With improved stock, broiler birds can attain a weight of 2-3 kg within five to six weeks. However, this production capacity is subject to availability of good quality feed and disease control. With the current advent of excluding antibiotic growth promoters in poultry production in Europe and America, the issue of controlling enteric infections caused by pathogenic bacteria without the use of antibiotics becomes challenging. Mortality caused by infection is a major problem in the poultry industry. Such infections are responsible for reduced growth rates and consequent economic losses in poultry. Antibiotics are the main tools utilised to prevent or treat such infections. In animals, antibiotics are also added to the feed as growth promoters and to accelerate the growth of healthy animals. Unfortunately, the long term and extensive use of antibiotics for veterinary purpose may eventually result in selection for the survival of resistant bacteria species or strain (Aarestrup, 1999). Genes encoding for this resistance also can be transferred to other formerly susceptible bacteria, thereby posing a threat to both animal and human health (Montagne et al., 2003). Consequently, some countries have banned (Sweden- January 1986) or limited (European union-January 2000, total withdrawal January 2006) the general use of in-feed antibiotics as growth promoters in animals (Montagne et al., 2003).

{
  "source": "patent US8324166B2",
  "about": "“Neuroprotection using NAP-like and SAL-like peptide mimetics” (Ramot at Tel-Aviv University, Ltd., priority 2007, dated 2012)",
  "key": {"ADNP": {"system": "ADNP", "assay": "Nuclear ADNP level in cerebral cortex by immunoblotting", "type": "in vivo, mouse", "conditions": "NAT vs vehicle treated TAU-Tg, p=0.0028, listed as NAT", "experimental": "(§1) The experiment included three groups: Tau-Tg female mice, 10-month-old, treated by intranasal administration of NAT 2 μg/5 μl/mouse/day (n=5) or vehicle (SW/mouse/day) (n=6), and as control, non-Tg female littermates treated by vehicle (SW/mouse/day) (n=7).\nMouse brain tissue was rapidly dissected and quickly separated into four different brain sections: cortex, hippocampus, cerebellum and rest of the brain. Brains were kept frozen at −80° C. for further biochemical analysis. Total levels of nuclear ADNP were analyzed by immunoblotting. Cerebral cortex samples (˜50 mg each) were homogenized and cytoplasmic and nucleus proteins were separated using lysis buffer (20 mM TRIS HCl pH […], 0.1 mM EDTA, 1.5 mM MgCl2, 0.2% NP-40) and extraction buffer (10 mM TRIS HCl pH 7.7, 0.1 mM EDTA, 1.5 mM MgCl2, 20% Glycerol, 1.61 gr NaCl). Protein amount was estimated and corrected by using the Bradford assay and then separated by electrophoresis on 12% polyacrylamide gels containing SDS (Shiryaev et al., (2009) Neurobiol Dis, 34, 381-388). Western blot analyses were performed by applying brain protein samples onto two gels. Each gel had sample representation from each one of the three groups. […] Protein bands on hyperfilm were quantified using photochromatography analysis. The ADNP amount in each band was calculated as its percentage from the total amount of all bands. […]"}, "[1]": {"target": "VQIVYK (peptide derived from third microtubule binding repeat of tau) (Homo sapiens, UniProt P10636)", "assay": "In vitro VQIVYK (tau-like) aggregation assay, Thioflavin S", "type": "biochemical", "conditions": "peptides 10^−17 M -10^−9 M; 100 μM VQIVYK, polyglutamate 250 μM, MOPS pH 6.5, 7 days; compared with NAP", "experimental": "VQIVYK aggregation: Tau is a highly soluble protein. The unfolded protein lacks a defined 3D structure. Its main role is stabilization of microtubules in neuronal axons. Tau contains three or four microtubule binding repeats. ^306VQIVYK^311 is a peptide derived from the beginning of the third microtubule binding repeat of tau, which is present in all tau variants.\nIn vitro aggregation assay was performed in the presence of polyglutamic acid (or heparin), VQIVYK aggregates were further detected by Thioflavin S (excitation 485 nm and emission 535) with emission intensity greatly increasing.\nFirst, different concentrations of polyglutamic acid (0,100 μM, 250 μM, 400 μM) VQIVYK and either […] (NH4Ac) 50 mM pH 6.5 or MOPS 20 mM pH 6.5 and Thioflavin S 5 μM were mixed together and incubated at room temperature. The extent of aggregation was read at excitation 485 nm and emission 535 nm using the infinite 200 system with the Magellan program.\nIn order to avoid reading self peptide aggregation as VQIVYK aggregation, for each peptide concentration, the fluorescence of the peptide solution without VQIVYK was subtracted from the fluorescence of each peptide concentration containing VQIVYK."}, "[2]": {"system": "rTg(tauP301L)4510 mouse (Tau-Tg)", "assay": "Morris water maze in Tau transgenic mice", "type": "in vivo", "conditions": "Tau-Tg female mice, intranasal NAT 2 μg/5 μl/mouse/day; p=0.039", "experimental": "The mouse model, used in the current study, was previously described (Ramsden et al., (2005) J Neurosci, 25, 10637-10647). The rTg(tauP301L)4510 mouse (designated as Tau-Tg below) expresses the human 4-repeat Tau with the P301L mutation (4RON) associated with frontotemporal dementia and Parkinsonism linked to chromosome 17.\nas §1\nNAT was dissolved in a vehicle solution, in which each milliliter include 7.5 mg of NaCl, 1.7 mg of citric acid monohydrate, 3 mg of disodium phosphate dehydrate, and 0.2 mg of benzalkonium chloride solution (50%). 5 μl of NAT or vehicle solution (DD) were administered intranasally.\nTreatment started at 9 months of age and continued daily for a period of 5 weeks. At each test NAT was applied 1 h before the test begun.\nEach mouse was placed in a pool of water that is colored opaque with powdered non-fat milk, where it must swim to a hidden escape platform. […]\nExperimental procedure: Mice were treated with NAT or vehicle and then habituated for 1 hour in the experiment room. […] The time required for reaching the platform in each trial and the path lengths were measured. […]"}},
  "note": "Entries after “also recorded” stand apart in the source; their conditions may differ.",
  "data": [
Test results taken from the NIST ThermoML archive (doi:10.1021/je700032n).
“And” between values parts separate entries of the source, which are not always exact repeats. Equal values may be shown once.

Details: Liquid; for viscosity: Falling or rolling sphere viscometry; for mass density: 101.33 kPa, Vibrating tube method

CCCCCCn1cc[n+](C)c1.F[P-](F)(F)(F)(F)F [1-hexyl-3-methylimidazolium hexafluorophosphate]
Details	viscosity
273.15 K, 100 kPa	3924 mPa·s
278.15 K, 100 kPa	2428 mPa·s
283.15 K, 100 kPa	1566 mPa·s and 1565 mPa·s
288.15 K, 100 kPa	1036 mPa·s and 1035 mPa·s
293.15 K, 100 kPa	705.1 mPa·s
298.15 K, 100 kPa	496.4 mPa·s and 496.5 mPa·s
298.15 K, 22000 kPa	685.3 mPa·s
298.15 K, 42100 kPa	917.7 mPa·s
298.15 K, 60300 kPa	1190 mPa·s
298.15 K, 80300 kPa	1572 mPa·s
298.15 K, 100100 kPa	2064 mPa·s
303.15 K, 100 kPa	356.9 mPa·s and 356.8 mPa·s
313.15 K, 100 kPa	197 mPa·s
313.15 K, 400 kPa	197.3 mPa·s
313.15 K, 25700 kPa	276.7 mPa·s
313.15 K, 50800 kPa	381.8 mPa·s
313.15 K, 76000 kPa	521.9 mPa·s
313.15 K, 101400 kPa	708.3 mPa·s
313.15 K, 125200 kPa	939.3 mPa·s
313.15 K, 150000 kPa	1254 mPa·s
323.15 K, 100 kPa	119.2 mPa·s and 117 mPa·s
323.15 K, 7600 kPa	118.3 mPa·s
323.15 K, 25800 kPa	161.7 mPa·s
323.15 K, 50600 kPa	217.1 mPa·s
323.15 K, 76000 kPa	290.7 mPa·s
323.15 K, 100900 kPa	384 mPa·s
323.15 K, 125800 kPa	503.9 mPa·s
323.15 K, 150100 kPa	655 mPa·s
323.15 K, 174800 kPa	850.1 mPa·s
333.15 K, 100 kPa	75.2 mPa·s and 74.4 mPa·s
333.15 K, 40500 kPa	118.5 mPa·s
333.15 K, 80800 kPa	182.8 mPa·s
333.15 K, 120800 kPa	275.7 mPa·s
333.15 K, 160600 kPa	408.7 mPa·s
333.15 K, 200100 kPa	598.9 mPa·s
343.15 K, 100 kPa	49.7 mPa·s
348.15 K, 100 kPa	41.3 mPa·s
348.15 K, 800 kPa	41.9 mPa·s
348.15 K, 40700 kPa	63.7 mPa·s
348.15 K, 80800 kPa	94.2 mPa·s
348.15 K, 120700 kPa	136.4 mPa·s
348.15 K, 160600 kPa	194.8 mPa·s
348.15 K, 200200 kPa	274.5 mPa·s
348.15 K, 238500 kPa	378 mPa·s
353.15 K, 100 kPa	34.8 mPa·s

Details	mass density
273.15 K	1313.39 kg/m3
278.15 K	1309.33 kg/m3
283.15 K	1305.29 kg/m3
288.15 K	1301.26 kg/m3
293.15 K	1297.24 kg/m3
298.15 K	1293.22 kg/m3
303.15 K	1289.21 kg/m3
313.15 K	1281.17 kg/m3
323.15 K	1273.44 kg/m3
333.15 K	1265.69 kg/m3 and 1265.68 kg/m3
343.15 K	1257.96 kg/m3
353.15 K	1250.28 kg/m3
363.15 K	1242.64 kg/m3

Supplementing the feed of food animals with Antibiotics Growth Promoters (AGP) helps to increase performance and to control diseases. Various mechanisms by which AGP acts have been proposed. Firstly, the nutrients are more efficiently absorbed and less are utilised by the gut wall due to a thinner epithelium. Secondly, more nutrients are available to the host because of a reduced intestinal microflora. Thirdly, there is a reduction in harmful gut bacteria which may reduce performance and cause sub clinical infection. Fourthly, production of growth suppressing toxins or metabolites is reduced. Lastly, microbial de-conjugation of bile acids is reduced. But with the aforementioned limitation of AGP the consequent need for their total withdrawal becomes necessary. Hence, this review is aimed at highlighting alternative feed supplements that have probiotic effects and promote growth of broiler chickens, thus achieving both enhanced performance and good health even without the use of antibiotics. In order to find better alternatives to AGP, research has focused on utilization of feed additives such as enzymes, probiotics, prebiotics, symbiotic products and even nutrition to enhance gut health in poultry and prevent or limit production losses due to enteric infections.